The recent biography by Joan Huffman, Lady Frances: Frances Balfour, Aristocrat Suffragist (Matador, 2018) draws extensively on the Balfour archive, and, organised chronologically, can usefully act as a guide to many of the items of Frances’ correspondence relevant to the suffrage cause. In addition, although it has tended to be Lady Frances that has been the focus of Scottish historians’ interest because of her engagement in campaigning in Scotland and support for the Scottish Churches League for Woman Suffrage, the archive is revealing about the networks in which Frances’ sister-in-law, Lady Betty Balfour functioned, and her wide ranging contacts, including with Beatrice Webb and Olive Schreiner. Frances Balfour also published a biography of Elsie Inglis and a memoir, which both add to her accounts of women’s political lives and of the suffrage campaign. The archival material at the NRS could also be usefully complemented by following up accounts of her talks and addresses at public meetings in newspapers and in suffrage journals, and by tracking down articles she published in journals such as the Westminster Gazette.
Suffragettes: arrests, court cases, and imprisonment
The period of militancy began in 1903 with the formation in Manchester by Emmeline Pankhurst and her daughters of the Women’s Social and Political Union (WSPU) – it moved its headquarters to London in 1906. The first branch of the WSPU in Scotland appears to have been set up by late 1905 in Glasgow, and subsequently there were also branches in Edinburgh, Dundee, and Aberdeen. The WSPU was not the only militant organisation. In 1907, the Women’s Freedom League (WFL) was established by former WSPU organiser Teresa Billington [later Billington-Greig], who distanced herself from the tactics of the Pankhursts, and declared herself and the organisation non-violent militants. The WFL had branches in Scotland – in Glasgow, Edinburgh, Dundee and Aberdeen, and elsewhere. Another WSPU organiser, Helen Fraser, left in 1908, protesting the use of violence, and joined the National Union of Women’s Suffrage Societies (NUWSS). The WFL’s tactics included non-payment of tax, and refusing to take part in the 1911 census, a tactic also taken up by WSPU members. While there were disagreements over violent tactics, there was also co-operation between the WSPU, WFL and NUWSS in holding large demonstrations demanding the vote, and in organising local meetings. According to Martin Pugh there were 10 WSPU branches in Scotland in 1907, but most of these were ‘carried off’ by the WFL breakaway, leaving only three branches by 1912.
Historians Leah Leneman and Norman Watson have already drawn on the extensive NRS records on suffragette activities, indicating in particular what happened to women who were arrested and imprisoned. Where militants were arrested, on imprisonment they demanded to be treated as political prisoners, and some went on hunger strike. This led to the Temporary Discharge for Ill Health Act (1913) [Cat-and-Mouse Act], with women being released due to deteriorating health resulting from hunger strikes, and then reimprisoned when their health improved. Ultimately, the approach adopted towards hunger strikers was force-feeding. The records held at the NRS include records of trials, prison records, reports and related correspondence, press cuttings, files relating to Emmeline Pankhurst’s arrest in Glasgow in 1914 and her complaints about police brutality, papers about bomb outrages and security issues, and so on. The harsh treatment women received has been a common focus of historical accounts. But there also other aspects of this experience that could be explored.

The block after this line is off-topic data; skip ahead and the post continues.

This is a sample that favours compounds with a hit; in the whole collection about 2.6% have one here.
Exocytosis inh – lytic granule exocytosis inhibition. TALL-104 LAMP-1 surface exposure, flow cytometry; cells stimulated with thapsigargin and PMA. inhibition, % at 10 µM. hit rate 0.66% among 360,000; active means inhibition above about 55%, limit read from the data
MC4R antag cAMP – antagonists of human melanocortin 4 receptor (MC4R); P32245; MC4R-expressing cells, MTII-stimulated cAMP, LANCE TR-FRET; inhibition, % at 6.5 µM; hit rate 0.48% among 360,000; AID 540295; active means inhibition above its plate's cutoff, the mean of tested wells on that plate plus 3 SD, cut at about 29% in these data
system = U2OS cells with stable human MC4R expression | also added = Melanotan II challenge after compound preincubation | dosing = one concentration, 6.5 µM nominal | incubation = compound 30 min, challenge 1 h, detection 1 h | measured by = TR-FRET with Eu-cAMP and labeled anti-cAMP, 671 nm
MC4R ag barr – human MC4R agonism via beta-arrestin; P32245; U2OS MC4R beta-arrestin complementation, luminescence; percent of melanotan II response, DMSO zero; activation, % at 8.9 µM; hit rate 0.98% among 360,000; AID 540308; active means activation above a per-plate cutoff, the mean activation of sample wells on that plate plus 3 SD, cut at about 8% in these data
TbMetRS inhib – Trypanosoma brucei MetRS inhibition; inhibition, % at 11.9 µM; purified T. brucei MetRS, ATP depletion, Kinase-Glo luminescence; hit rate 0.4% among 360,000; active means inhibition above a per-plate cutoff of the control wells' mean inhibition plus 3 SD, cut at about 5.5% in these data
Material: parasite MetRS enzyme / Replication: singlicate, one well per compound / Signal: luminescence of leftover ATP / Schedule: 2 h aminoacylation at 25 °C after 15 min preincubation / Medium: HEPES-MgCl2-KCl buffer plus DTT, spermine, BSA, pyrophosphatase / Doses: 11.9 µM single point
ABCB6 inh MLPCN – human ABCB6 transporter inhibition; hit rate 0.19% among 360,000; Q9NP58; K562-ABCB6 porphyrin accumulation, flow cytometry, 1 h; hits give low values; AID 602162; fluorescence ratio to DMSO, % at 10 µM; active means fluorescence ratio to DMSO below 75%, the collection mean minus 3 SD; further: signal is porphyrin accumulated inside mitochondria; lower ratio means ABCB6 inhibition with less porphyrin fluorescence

Among the NRS records is a list of those women arrested in Scotland – 26 in total (although according to Norman Watson this is not comprehensive, nor does it include Scots women who were arrested and imprisoned in England). In many cases we do not know much about the women concerned. Only a few are well-known, such as Ethel Moorhead, Arabella Scott, Helen Crawfurd and Fanny Parker, and even in their cases we by no means have full biographical accounts, although their suffrage activism is usefully summarised in The New Biographical Dictionary of Scottish Women. In our learning resource we have included the list compiled by Leah Leneman of suffragette attacks in Scotland. On the one hand this may not be comprehensive, but on the other some attacks were attributed to suffragettes without there being any direct evidence or proof, and in the majority of cases no arrests were made. These cases would merit more investigation, though it seems likely that most cases would remain unsolved.